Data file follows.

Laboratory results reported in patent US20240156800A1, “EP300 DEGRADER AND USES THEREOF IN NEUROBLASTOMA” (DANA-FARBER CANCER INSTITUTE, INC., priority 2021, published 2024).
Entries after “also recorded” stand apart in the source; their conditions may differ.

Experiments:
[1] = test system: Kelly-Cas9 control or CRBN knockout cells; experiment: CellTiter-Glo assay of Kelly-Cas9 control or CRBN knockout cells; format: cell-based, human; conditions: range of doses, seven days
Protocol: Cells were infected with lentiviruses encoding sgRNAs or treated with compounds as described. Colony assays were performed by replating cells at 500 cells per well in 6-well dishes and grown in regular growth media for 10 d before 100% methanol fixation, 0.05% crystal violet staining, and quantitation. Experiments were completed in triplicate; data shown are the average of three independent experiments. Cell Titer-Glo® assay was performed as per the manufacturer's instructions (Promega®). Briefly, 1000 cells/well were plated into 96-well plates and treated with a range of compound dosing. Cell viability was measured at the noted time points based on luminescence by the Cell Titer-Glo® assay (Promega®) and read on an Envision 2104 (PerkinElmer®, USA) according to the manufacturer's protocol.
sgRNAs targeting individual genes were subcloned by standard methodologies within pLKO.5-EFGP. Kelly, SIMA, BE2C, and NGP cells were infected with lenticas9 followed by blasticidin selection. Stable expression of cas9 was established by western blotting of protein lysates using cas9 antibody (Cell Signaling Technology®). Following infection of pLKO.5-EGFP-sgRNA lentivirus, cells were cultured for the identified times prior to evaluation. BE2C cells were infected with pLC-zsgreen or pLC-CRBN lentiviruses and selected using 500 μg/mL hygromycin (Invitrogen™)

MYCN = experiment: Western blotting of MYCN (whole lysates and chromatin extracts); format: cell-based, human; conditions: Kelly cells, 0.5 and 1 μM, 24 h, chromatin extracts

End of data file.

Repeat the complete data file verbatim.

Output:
Laboratory results reported in patent US20240156800A1, “EP300 DEGRADER AND USES THEREOF IN NEUROBLASTOMA” (DANA-FARBER CANCER INSTITUTE, INC., priority 2021, published 2024).
Entries after “also recorded” stand apart in the source; their conditions may differ.

Experiments:
[1] = test system: Kelly-Cas9 control or CRBN knockout cells; experiment: CellTiter-Glo assay of Kelly-Cas9 control or CRBN knockout cells; format: cell-based, human; conditions: range of doses, seven days
Protocol: Cells were infected with lentiviruses encoding sgRNAs or treated with compounds as described. Colony assays were performed by replating cells at 500 cells per well in 6-well dishes and grown in regular growth media for 10 d before 100% methanol fixation, 0.05% crystal violet staining, and quantitation. Experiments were completed in triplicate; data shown are the average of three independent experiments. Cell Titer-Glo® assay was performed as per the manufacturer's instructions (Promega®). Briefly, 1000 cells/well were plated into 96-well plates and treated with a range of compound dosing. Cell viability was measured at the noted time points based on luminescence by the Cell Titer-Glo® assay (Promega®) and read on an Envision 2104 (PerkinElmer®, USA) according to the manufacturer's protocol.
sgRNAs targeting individual genes were subcloned by standard methodologies within pLKO.5-EFGP. Kelly, SIMA, BE2C, and NGP cells were infected with lenticas9 followed by blasticidin selection. Stable expression of cas9 was established by western blotting of protein lysates using cas9 antibody (Cell Signaling Technology®). Following infection of pLKO.5-EGFP-sgRNA lentivirus, cells were cultured for the identified times prior to evaluation. BE2C cells were infected with pLC-zsgreen or pLC-CRBN lentiviruses and selected using 500 μg/mL hygromycin (Invitrogen™)

MYCN = experiment: Western blotting of MYCN (whole lysates and chromatin extracts); format: cell-based, human; conditions: Kelly cells, 0.5 and 1 μM, 24 h, chromatin extracts